It wasn’t that I believed anyone could save me – if I couldn’t move, it would only be a matter of time before I died. But my sister needed a doctor. Caroline wouldn’t survive much longer without one, and my family thought I was getting help. They needed to know that I hadn’t made it so they could go fetch him themselves.

I wasn’t sure who they would send in my place. My father shouldn’t leave my mother and sister alone at the house, not with the mad dogs on the loose, and both of my brothers had moved and lived too far away to get help soon enough.

My younger brother Joseph lived in New York City caring for an elderly aunt, and that was almost a full day’s ride from our house.

My older brother Daniel lived half a day away from us, but he had a wife and two small children to worry about.

The thought of Daniel made me grimace. Every time I spoke to him, he lectured me about how I needed to grow up and be a man. He never failed to remind me that when he’d been seventeen – two full years younger than I – he’d gotten married and built his own home.

When it grew dark, I began to feel better. Father would’ve realized something was wrong and set out to fetch the doctor himself. Since I hadn’t come back, he’d be more careful and smart enough to bring his gun, something I would’ve done if I hadn’t been in such a rush.

Father would get help for Caroline. Mother would lock up the doors to the house, and she wasn’t a bad shot herself, if the dogs came around. Father would have to take Helena, who was a slower mare than Lysander, but she was younger, so she had more stamina.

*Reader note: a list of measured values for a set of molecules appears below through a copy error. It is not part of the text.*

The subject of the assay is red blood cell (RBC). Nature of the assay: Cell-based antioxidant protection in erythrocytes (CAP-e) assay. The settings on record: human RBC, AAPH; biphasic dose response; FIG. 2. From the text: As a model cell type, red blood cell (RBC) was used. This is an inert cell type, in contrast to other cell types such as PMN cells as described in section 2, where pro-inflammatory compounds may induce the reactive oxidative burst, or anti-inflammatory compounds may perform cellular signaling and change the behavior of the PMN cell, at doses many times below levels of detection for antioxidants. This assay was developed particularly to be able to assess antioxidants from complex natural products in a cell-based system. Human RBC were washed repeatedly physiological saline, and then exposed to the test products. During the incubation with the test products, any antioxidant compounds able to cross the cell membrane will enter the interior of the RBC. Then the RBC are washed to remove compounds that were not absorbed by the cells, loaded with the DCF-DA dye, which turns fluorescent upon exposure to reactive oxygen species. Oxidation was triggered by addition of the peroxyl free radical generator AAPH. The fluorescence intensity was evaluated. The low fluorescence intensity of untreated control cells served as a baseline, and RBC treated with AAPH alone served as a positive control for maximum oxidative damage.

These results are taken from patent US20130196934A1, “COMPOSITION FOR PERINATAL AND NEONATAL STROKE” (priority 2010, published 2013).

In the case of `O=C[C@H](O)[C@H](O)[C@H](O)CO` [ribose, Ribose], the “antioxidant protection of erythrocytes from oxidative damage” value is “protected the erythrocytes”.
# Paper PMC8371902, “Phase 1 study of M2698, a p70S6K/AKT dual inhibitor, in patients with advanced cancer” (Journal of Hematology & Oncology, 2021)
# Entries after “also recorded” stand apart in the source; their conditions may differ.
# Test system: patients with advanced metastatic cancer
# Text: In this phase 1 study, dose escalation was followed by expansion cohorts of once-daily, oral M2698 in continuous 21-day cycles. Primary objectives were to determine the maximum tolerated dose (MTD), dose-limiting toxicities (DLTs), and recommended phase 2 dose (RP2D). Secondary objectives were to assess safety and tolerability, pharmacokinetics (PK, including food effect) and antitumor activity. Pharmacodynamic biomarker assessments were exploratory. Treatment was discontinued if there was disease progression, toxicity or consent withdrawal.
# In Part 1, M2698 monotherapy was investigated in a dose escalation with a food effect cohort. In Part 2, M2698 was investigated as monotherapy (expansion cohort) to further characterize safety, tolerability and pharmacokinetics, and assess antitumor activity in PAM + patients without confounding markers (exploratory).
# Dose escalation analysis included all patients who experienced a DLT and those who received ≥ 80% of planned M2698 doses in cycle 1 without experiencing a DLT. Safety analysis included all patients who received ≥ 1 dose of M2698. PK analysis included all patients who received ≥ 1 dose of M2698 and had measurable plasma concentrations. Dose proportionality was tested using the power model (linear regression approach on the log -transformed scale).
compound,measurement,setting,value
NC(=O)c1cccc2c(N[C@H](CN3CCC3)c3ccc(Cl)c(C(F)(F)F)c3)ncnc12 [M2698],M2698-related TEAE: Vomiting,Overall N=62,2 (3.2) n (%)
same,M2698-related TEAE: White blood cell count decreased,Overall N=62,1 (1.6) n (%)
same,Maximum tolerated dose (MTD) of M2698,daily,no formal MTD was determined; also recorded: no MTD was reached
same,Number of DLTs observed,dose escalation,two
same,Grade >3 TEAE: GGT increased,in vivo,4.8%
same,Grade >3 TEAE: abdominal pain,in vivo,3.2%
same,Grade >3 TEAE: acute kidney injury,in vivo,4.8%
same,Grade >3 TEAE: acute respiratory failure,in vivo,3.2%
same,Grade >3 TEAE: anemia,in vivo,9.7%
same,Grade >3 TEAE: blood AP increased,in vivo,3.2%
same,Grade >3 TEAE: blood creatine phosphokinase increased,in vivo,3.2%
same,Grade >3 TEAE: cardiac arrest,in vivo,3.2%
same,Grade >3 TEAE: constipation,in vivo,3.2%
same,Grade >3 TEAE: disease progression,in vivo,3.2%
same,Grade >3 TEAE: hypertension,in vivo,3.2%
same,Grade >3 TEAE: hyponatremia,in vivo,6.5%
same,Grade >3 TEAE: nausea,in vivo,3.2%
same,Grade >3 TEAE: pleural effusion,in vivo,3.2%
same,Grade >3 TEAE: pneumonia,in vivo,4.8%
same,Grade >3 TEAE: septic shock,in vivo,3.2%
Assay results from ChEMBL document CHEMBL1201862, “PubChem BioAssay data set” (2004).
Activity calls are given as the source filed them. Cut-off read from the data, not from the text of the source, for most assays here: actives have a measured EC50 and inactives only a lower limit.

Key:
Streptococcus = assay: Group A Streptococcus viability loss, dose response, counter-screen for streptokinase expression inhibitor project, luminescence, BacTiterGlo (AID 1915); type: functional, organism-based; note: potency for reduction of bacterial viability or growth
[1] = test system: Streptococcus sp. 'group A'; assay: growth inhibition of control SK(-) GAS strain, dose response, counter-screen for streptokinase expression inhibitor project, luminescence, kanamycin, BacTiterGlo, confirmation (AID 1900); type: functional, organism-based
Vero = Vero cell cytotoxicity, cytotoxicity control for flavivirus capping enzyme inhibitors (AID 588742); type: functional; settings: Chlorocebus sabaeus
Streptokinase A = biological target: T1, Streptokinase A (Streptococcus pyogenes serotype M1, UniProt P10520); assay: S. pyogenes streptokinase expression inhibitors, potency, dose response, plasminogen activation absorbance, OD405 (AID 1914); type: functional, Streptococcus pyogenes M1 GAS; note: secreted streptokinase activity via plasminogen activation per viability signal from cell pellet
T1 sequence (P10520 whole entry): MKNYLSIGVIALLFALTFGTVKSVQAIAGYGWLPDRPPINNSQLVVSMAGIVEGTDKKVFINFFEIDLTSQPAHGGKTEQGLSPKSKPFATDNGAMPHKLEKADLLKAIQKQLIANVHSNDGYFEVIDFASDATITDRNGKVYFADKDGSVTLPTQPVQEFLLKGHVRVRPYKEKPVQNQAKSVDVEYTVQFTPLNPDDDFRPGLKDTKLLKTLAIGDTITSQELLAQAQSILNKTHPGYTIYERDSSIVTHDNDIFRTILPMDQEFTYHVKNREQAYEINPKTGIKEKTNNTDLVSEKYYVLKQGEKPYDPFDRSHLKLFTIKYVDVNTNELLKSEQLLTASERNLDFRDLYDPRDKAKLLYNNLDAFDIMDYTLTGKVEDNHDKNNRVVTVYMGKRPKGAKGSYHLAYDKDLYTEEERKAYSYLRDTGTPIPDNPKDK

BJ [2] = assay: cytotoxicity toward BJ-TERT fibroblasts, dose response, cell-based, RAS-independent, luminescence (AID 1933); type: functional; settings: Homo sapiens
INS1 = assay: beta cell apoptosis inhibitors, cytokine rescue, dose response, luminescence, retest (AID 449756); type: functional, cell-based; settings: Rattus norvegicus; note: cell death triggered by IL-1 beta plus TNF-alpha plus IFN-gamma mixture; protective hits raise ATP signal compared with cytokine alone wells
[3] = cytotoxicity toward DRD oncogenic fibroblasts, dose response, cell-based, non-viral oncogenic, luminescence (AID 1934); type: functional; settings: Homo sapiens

Caroline would be alright, even if I wasn’t.

I imagined I could hear the hoof beats of my father’s horse on the road past the forest. They pounded heavily in the dirt as he raced to the doctor. I could’ve called for him, but I didn’t want to slow him.

Then the hoof beats got louder. They grew closer, crunching on the twigs and leaves. This was all wrong. Father needed to help Caroline. He didn’t have time to worry about me.

I tried to yell out, to tell him to go back and leave me be, but my voice only came out in a croaked whisper. I sounded like a dying toad.

The horse stopped next to me, snorting loudly. The moonlight cast splotches of light through the tree branches, so I could only see bits of the brilliant white horse and the rider. Helena was a dark brown, and Lysander was black. This wasn’t my father’s horse.

The rider dismounted. I saw his legs swing down, but his feet didn’t make a sound when they landed. He walked over to me, still silent when the ground should’ve crunched beneath him, and he crouched down next to me.

His face was hidden in the darkness, but I heard him sniffing the air, inhaling deeply. He touched my arm, covered in drying in blood, and then put his hand to his mouth.

“Can you move?” he asked finally, his voice deep with a heavy accent. Something about it made me feel strangely comforted.

“No,” I whispered, barely making a sound at all.

“You’re dying.” It wasn’t a question or filled with pity. He was merely stating a fact. “Do you want to live?”

I was surprised by his question and didn’t know how to answer it. Of course I wanted to live. I had so much that I still wanted to do, so much I hadn’t done yet.